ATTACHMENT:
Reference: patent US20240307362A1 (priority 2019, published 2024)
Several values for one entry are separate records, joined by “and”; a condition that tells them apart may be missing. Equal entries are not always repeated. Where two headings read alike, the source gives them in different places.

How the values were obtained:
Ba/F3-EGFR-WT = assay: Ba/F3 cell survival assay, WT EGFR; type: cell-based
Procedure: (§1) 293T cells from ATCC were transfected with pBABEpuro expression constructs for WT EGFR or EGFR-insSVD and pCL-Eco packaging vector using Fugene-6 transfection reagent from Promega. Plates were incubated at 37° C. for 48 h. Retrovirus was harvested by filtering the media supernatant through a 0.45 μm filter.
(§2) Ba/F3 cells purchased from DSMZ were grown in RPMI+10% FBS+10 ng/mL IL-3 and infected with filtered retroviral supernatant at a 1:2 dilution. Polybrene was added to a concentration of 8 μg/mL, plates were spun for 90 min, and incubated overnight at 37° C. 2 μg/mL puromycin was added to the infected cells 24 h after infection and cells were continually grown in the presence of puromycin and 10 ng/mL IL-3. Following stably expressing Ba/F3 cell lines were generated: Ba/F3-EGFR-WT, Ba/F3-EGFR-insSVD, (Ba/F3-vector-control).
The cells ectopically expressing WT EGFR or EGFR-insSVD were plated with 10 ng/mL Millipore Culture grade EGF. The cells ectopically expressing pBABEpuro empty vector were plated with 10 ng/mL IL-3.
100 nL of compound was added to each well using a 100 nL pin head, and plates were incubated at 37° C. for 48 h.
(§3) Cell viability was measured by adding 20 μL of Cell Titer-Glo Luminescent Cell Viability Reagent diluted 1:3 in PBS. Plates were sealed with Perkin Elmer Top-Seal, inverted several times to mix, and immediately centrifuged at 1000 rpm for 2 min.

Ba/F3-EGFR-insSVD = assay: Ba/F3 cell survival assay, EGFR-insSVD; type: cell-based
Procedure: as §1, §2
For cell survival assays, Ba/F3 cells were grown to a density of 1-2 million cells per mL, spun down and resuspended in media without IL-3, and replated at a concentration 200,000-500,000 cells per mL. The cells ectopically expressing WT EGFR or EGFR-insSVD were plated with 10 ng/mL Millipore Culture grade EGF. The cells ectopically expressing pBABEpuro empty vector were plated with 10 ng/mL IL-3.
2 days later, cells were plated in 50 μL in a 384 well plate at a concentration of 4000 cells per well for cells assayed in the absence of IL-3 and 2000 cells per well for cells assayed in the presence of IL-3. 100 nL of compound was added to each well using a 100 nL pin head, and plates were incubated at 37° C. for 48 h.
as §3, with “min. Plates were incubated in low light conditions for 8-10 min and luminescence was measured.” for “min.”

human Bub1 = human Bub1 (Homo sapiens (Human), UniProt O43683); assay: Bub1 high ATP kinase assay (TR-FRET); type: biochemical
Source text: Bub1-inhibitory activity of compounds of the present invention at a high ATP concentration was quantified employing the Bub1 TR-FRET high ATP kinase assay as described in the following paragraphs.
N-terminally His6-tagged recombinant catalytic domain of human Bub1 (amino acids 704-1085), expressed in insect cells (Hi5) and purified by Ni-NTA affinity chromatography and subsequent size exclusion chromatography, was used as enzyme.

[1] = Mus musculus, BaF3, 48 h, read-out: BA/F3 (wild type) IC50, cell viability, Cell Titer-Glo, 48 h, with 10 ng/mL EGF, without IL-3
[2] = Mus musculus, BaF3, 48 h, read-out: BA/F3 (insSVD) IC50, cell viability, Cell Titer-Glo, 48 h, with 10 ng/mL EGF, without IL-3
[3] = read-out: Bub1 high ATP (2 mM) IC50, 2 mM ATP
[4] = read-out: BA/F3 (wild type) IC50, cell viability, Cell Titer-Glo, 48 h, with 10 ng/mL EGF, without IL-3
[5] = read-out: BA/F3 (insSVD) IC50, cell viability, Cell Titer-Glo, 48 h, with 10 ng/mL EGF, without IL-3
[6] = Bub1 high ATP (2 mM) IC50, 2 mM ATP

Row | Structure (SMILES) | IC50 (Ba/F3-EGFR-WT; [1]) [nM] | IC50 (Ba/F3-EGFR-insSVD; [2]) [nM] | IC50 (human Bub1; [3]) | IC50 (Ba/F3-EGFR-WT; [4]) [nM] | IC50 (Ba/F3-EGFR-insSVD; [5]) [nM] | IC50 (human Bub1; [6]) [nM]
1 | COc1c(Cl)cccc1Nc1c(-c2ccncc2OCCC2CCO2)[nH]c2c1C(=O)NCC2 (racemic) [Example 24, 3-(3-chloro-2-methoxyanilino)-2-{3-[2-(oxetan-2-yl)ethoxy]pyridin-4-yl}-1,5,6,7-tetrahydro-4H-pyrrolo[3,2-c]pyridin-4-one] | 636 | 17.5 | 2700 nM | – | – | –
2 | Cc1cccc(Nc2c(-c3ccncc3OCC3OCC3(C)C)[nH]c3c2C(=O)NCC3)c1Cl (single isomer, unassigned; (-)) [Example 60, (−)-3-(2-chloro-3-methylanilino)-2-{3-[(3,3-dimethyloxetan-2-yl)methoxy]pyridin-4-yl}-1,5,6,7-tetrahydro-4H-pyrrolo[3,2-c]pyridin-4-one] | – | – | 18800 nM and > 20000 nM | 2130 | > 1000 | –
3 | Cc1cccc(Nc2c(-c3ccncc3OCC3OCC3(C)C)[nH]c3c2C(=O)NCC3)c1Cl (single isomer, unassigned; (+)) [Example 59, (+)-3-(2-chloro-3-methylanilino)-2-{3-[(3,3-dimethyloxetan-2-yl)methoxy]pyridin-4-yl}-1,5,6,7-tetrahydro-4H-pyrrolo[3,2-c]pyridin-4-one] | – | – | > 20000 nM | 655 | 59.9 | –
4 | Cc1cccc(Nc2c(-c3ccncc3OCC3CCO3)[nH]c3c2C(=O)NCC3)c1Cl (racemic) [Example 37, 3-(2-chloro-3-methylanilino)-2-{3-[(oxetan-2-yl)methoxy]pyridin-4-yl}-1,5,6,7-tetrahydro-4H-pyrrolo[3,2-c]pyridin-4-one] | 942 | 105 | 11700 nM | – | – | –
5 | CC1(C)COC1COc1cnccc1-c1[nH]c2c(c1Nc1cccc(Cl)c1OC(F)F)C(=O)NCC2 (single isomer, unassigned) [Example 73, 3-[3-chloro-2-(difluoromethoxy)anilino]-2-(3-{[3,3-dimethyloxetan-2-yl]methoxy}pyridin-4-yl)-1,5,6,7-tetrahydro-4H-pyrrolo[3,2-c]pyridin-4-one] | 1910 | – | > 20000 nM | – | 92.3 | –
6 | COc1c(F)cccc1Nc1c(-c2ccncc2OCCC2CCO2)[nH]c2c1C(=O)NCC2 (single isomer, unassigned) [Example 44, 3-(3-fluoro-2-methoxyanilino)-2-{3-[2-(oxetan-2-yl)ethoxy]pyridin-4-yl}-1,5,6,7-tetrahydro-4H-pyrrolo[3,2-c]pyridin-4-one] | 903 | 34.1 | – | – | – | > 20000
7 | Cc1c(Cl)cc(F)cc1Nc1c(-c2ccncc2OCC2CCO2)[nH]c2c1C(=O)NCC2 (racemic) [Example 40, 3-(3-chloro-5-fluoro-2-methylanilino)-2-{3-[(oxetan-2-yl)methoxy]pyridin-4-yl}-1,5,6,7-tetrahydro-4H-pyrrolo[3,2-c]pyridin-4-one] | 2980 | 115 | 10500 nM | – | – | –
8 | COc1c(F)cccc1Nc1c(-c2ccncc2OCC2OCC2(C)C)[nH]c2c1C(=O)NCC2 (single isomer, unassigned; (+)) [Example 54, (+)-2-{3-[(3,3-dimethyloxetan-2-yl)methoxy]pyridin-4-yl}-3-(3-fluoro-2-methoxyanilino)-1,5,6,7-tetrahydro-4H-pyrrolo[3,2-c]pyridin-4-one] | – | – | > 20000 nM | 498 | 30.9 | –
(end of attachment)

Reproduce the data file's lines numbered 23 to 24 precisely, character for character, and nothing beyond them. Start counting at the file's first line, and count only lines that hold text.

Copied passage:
[6] = Bub1 high ATP (2 mM) IC50, 2 mM ATP

Row | Structure (SMILES) | IC50 (Ba/F3-EGFR-WT; [1]) [nM] | IC50 (Ba/F3-EGFR-insSVD; [2]) [nM] | IC50 (human Bub1; [3]) | IC50 (Ba/F3-EGFR-WT; [4]) [nM] | IC50 (Ba/F3-EGFR-insSVD; [5]) [nM] | IC50 (human Bub1; [6]) [nM]